12-Nov-2019 -- As I was in the area to conduct a geotechnologies set of presentations and workshops at the University of West Georgia and then at Clemson University, and as the confluence project is enabled by these same geotechnologies (GPS, web mapping, Geographic Information Systems), I considered a confluence visit to be the perfect capstone. Plus, this was the day before GIS Day (www.gisday.com), so the timing was perfect.
I was on my to Clemson today, beginning at the University of West Georgia in Carrollton, and while it took over an hour to drive through Atlanta, I eventually made my way into South Carolina. The rain stopped, the skies cleared, and I drove up an absolutely beautiful road, State Highway 130, through the forest and mountains. The trees were in their full autumn colors, with a modest wind that was blowing the leaves skyward. Near the North Carolina border, I turned right, entering the Duke Energy facility access road that was open to the general public. If these folks had not kept this access road open, this point would not be able to be visited, due to the hydroelectric plants operating in this area. Thus, I thank the Duke folks. This winding road drops steeply in elevation, and I passed the confluence point first so I could see the overlook about a mile down the road to Lake Jocassee. The overlook, trees, mountains, and setting here make this confluence one of the loveliest I have ever visited. I drove back up the road, parking a short distance from the powerlines, where there was a tiny shoulder. I gathered supplies and set out.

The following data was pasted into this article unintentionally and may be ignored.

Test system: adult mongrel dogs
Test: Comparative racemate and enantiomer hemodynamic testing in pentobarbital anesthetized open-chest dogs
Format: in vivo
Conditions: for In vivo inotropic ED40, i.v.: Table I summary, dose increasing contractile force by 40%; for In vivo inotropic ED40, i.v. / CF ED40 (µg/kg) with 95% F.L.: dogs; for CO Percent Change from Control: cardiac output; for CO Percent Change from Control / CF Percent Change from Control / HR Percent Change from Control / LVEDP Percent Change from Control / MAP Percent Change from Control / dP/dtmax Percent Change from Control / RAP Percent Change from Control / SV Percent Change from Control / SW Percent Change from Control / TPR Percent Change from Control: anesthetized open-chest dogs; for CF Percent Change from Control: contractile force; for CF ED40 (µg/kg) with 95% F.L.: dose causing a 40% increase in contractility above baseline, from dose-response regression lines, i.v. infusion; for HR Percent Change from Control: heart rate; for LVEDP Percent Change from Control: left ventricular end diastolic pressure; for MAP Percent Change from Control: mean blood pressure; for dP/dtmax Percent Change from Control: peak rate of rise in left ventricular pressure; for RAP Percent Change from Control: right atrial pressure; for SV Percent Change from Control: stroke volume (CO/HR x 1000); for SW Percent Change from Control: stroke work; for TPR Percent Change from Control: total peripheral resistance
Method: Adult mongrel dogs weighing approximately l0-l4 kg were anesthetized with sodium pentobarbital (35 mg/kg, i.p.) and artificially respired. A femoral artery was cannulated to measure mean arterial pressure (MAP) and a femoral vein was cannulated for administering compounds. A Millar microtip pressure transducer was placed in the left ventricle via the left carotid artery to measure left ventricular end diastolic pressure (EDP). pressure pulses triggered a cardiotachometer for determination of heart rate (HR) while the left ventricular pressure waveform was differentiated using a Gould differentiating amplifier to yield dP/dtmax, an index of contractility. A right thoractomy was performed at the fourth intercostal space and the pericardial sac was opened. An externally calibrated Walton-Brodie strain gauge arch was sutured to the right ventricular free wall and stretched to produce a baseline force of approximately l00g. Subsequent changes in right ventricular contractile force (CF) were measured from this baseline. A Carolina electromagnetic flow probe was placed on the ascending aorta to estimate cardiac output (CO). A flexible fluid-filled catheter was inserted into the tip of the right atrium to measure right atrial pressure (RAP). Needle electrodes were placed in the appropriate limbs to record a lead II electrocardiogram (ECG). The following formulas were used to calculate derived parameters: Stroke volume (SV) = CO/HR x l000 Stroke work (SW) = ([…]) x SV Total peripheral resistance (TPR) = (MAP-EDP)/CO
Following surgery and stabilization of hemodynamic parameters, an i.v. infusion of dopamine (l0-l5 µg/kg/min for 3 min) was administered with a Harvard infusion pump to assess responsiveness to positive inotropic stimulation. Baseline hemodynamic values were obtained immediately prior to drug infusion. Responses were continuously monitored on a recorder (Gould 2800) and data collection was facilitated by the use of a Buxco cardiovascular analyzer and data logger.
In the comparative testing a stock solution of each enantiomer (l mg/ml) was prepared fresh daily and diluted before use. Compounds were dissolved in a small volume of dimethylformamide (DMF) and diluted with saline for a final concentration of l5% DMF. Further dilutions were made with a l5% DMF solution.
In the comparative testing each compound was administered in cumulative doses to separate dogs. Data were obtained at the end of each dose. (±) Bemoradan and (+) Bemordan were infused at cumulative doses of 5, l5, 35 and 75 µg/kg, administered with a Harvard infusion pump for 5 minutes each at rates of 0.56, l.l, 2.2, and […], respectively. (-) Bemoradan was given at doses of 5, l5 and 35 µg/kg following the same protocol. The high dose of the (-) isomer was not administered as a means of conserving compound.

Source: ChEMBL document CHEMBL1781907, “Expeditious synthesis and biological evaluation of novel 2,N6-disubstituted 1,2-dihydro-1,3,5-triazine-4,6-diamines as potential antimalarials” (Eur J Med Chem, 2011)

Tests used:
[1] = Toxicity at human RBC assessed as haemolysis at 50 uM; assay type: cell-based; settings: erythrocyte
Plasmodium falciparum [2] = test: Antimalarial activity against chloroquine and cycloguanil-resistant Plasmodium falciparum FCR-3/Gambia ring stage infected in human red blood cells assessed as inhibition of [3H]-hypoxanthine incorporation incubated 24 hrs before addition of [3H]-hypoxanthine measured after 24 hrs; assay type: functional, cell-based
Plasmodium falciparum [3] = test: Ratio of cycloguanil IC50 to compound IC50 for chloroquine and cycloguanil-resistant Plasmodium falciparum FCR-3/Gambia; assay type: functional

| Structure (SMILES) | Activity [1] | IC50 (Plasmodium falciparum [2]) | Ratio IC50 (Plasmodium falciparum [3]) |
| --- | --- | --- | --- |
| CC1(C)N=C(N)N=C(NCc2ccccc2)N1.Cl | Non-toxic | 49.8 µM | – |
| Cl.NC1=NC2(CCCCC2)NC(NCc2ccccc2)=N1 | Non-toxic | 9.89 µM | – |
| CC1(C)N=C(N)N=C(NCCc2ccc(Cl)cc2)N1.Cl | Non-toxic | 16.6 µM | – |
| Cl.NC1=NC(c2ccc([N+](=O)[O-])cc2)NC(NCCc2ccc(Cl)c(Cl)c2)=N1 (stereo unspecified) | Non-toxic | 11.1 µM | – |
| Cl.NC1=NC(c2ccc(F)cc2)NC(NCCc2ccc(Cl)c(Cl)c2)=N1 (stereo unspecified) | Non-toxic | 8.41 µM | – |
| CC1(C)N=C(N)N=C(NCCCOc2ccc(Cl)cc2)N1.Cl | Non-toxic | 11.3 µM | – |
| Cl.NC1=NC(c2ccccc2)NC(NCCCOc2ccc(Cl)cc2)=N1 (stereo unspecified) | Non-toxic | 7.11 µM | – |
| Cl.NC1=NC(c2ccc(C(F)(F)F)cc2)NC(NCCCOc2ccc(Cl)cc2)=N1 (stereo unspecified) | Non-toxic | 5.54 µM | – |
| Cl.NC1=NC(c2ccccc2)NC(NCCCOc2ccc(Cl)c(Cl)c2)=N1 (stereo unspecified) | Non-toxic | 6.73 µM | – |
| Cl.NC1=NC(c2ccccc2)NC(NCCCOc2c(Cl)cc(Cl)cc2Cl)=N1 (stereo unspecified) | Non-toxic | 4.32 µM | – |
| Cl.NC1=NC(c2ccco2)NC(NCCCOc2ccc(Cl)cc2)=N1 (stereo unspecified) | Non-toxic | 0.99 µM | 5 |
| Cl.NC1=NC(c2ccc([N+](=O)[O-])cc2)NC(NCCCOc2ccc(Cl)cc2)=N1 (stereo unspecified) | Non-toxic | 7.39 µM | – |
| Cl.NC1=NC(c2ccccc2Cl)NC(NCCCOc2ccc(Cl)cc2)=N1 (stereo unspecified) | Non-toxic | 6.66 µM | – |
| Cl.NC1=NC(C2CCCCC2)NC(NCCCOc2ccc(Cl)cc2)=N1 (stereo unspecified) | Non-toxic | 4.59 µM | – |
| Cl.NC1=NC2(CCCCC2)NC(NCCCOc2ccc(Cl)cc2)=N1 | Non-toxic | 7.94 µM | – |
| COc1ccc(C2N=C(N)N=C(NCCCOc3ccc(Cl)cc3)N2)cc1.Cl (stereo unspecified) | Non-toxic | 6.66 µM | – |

After a few minutes, I realized that today, at least, the confluence was actually in the middle of the road. That meant that about 20 minutes before, I had driven right through it in the rental vehicle. I took care making the video and photographs, eyeing for traffic the whole time. People tend to drive quickly due to the steep slope of the road, so I was cautious. This point reminded me of the confluence-in-road I had visited in New York about 8 years ago, and the one on the on-ramp in Oregon that I had also visited. It was a sunny pleasant autumn day, midafternoon, about 71 F (22 C) under sunny skies with modest wind. About a month ago, I visited my first South Carolina point, at 35 North 81 West. I now have visited two, with this visit. As the confluence really was in the center of the road, I spent only 10 minutes on site.
As I walked back to the vehicle, I reflected on this point. I had been to 35 North several times, from North Carolina on the east to a spectacular hill climb in California on the west. I have also visited 83 West but only a few times, in Ohio last year, and in Tennessee, also last year. They have all been unique, varied, and I have enjoyed them all. This point, unlike many I have visited, actually turned out easier to reach than I had expected, and I was glad to be here. Once back at the vehicle, I stopped on the state line to get a few additional photos. I then had a lovely hike at the nearby Whitewater Falls, across the border in North Carolina, which I highly recommend. I then drove to Clemson University and walked around the campus, preparing for my workshops the following day.
Get out there and explore the world!